Women In Charge on Health11 years, 12 months ago
The dominance of women as health care decision makers means increasing attention is being paid to how and where this influential audience gets its health information and which sources are trusted the most. By Nancy Glick.
‘I am woman, hear me roar
In numbers too big to ignore
And I know too much to go back and pretend’
When Helen Reddy made these lyrics famous in her 1972 hit song I Am Woman, she could not have known that 36 years later, these words could be used to describe the dominant role that American women now play as the decision makers of health care.
As the primary coordinators of health care for the family, women shoulder most of the responsibility for the care provided to their children, spouses/partners, and elder relatives. Of equal importance, women now have the numbers – economic and demographic – and the savvy to effect far-reaching change in the health care marketplace, which is why health care marketers must understand how to reach them.
Strength in Numbers
According to the U.S. Census Bureau, women now represent 51% of the U.S. population, which translates into more than 153 million people. Women also comprise a significant portion – 46% – of the labor market and at least partially own nearly half (48%) of all privately-held U.S. firms, according to the Center for Women’s Business Research. Thus, the earning power of women continues to escalate. As just one example, a 2002 study by Prudential Financial found that 37% live in households with annual incomes of $50,000 to $100,000 and 12% live in households with more than $100,000.
Taken together, these statistics document this undeniable fact: women represent an economic powerhouse, making over 85% of the consumer purchases in the U.S. and influencing over 95% of total goods and services sold (source: Competitive Edge Magazine and EPM’s Marketing to Women). This economic power gives women far-reaching possibilities to effect change, especially in the health care marketplace where they have increasingly taken on the role of “health manager” and are making the bulk of the health-related decisions for their children, their spouses, and their parents.
According to the first annual national women’s health survey issued in May 2005 by the National Women’s Health Resource Center (NWHRC), only 19% of those surveyed reported making their family health care decisions jointly with their spouse/partner while another 71% said they acted alone.
And when it comes to taking care of themselves, American women are increasingly smart about the range of issues affecting their health. In the same NWHRC survey, broad majorities of women, including older women, accurately reported needing annual preventative screening.
As the health managers for the American family, it is essential to know how to reach women who are at the nexus of most decisions regarding health care. Thus, increasing attention is being given to understanding where women get their health information and which sources they trust the most.
Among the organizations studying this question is the Center for Women’s Business Research, which reports that women are equally likely to rely on facts and information (47%) as they are on intuition, values and the quality of the relationship (53%) when making a decision. Similarly, NWHRC found that 67% of women trust the information provided by health care professionals more than any other source.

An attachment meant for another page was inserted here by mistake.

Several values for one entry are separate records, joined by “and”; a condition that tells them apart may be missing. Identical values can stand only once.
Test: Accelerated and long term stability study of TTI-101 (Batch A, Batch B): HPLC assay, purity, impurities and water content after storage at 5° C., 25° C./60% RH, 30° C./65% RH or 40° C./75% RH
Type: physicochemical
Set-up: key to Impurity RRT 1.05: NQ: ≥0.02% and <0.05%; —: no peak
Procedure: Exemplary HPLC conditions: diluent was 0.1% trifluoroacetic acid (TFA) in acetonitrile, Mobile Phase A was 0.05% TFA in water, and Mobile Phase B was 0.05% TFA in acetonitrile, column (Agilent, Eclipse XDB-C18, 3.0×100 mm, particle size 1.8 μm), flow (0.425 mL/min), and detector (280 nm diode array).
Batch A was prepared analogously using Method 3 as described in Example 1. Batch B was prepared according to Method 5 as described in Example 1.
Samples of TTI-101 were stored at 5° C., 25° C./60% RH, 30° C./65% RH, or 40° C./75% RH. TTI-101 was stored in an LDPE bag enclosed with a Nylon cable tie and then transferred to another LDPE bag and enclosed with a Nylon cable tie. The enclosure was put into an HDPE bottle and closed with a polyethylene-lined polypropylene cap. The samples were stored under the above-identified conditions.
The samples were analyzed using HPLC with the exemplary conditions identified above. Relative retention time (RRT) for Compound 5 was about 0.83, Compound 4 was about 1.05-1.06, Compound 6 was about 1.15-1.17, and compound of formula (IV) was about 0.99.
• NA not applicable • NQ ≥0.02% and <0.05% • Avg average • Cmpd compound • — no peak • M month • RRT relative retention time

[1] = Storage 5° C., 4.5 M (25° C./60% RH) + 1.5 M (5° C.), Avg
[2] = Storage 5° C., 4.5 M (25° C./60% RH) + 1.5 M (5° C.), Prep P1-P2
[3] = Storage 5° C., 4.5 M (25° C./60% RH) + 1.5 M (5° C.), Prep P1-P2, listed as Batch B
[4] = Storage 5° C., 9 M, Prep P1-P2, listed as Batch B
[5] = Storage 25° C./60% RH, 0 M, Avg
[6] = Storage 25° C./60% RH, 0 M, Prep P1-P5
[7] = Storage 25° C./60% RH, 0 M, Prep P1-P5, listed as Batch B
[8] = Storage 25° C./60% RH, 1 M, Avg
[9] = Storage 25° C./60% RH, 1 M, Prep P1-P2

The established relationship between women and health care professionals underscores the need to promote a better dialogue between women and physicians, nurses and pharmacists about diagnostic screenings, diagnosing conditions, treatment options, and medicine compliance. This can include communications tools that will prepare women to ask questions of the clinician and consumer-oriented information provided in doctors’ waiting rooms.
Because women are now the slight majority of Web users, marketers must also understand how they use the Internet for health information. Here, the Pew Internet and American Life Project reported that women are looking for information that is easy to use, solutions-oriented and simple in design. Surveys also find that on the whole, women do not respond well to gender-oriented pastel print ads or Web sites unless the subject is specific to a women’s health concern, such as breast cancer.
More Conventional Means
Women also rely on the more conventional communications channels, such as magazines, community newspapers, drive-time radio, local morning television news programs, and special women’s programming on cable television. According to a recent Nielsen report, nearly 80% of working women spend an hour watching television on the average weekday.
Communications programs utilizing these touch points can raise awareness about health issues. But these outlets also require considerable frequency or exposure over time, which is why health educators must utilize a mix of media channels, including materials in waiting rooms and pharmacies and customized materials available online.
Ultimately, what women want is what Aretha Franklin sings about: respect. Marketers and educators recognizing the increasing role of women as decision makers will be successful in driving awareness and behavior change. A lot still needs to be done and the women are waiting.
Nancy Glick is an executive vice president in Ruder Finn’s Washington office and is the director of health and nutrition affairs.mail the author
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